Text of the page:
Industry News

TMCNet:  Santa Barbara's Occam Networks expanding broadband technology: Tech firm optimistic despite economy

[January 06, 2009]

Santa Barbara's Occam Networks expanding broadband technology: Tech firm optimistic despite economy

(Ventura County Star (CA) Via Acquire Media NewsEdge) Jan. 6--Occam Networks, a Santa Barbara company that makes equipment that telecommunications companies use to bring telephone, television and Internet services into the home, has grown rapidly in recent years and hopes to continue to grow despite the economic downturn.

Of all the industries today, the ones providing connectivity and entertainment seem to be doing well. Even in a tough time, few people will give up their telephones or Internet.

That's not to say there aren't challenges for the company. Occam is still striving to become profitable after an acquisition that brought in new technology along with new expenses. The company also had to make changes to how it accounted for revenue that resulted in a large restatement last year.

But Chief Executive Bob Howard-Anderson said he is pleased with how the company has grown and sees a lot of potential for future growth.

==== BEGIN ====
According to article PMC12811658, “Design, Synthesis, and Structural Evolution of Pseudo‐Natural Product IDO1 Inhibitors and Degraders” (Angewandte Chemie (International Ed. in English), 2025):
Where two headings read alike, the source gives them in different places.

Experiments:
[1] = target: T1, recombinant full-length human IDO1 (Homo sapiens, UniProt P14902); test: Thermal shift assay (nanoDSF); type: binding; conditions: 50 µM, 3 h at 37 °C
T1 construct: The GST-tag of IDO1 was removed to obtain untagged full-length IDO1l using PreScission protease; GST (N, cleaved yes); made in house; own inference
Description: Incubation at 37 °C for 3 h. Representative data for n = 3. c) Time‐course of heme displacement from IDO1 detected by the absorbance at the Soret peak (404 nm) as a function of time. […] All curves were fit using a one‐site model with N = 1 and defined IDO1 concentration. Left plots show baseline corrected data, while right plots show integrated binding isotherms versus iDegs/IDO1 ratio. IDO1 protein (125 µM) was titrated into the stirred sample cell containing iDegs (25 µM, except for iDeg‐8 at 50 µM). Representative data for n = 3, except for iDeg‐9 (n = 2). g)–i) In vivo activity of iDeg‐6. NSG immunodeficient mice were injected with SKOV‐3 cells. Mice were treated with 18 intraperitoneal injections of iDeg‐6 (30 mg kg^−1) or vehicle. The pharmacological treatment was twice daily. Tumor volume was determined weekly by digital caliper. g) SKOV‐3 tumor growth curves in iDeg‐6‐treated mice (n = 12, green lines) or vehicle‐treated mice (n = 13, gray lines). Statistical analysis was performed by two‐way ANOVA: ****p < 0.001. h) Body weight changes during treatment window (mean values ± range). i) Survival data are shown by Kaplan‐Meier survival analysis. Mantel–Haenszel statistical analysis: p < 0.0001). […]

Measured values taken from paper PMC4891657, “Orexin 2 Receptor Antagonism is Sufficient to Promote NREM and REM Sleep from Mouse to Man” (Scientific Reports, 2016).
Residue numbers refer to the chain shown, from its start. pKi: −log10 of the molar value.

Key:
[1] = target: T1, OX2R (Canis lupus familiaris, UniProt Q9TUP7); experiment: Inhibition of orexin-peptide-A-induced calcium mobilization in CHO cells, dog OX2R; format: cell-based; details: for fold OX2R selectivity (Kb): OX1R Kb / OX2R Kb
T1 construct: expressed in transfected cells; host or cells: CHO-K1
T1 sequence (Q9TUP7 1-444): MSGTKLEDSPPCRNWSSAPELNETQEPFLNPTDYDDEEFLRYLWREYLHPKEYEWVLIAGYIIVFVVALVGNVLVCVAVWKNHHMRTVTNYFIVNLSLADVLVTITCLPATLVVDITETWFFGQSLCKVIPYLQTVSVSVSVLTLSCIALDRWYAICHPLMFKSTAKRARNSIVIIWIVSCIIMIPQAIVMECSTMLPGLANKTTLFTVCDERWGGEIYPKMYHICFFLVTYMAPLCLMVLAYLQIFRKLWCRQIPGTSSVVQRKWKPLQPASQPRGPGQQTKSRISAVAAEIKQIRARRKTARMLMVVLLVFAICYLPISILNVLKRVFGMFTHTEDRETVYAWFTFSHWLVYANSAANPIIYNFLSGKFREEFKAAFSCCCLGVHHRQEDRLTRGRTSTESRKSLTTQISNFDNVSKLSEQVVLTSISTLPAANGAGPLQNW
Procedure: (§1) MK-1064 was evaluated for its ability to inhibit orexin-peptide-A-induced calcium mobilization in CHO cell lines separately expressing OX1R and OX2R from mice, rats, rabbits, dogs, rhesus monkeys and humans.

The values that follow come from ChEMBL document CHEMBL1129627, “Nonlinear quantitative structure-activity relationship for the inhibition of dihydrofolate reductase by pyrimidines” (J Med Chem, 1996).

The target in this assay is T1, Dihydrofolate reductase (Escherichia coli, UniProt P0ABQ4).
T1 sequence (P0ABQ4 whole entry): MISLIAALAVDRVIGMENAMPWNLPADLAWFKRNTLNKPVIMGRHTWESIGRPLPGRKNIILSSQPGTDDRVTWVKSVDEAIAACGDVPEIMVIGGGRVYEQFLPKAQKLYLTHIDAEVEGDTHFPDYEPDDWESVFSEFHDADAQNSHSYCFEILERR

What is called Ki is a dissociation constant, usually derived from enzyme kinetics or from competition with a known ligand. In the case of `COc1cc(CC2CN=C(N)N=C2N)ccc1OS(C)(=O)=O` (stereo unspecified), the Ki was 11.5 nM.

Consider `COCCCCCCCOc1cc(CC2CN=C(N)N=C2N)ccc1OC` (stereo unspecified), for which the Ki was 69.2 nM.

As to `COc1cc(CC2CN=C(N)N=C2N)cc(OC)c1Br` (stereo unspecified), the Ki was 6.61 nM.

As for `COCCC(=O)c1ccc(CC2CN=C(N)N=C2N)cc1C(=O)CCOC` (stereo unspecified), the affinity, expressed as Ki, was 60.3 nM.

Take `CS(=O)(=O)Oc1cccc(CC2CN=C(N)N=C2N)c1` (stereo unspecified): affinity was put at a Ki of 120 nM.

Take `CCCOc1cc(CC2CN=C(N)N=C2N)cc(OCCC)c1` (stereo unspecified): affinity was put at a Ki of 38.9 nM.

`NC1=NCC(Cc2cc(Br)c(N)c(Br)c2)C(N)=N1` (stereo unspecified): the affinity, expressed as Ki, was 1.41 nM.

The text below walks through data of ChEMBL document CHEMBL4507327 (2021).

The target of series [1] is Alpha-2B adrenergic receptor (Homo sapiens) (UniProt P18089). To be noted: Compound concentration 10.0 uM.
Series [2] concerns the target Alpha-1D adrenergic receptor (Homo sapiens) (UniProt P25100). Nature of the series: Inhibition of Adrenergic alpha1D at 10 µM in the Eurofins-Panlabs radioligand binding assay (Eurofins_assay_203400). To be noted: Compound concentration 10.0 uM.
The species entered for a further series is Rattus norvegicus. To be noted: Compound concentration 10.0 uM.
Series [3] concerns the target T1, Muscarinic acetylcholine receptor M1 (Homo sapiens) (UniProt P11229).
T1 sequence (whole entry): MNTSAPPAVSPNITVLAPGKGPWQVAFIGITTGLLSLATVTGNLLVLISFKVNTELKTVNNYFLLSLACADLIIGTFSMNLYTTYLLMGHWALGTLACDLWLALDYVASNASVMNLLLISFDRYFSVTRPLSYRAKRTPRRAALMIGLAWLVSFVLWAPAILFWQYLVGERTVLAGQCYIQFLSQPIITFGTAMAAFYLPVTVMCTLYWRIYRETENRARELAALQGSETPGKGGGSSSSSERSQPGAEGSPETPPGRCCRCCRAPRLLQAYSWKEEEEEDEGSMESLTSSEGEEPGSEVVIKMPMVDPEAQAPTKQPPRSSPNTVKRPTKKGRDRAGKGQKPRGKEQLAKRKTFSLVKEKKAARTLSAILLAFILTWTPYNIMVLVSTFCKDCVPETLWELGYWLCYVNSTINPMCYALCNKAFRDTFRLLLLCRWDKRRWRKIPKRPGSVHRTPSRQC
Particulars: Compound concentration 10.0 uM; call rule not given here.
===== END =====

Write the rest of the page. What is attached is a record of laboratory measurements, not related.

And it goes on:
"I'm excited about our opportunities and cautiously optimistic," he said.

Despite some slowdown, Occam is working in a growing market, said Sam Greenholtz, principal of Telecom Pragmatics, a consulting and market research company.

Occam works with smaller telephone companies that work in rural areas, taking advantage of federal funding to get fiber-optic cable to homes and creating a "nice niche position," said Mark Lutkowitz, principal of Telecom Pragmatics.

"Telecommunications is one of the safer sectors in a downturn," Lutkowitz said.

Though the niche is nice, many big manufacturers are struggling now, and it remains to be seen if the company can get back to profitability in this economy, he said.

Occam's biggest advantage comes from decisions made when the company started, Howard-Anderson said. In 2000, the goal was to pursue new technology in the industry -- Ethernet and Internet Protocol technologies.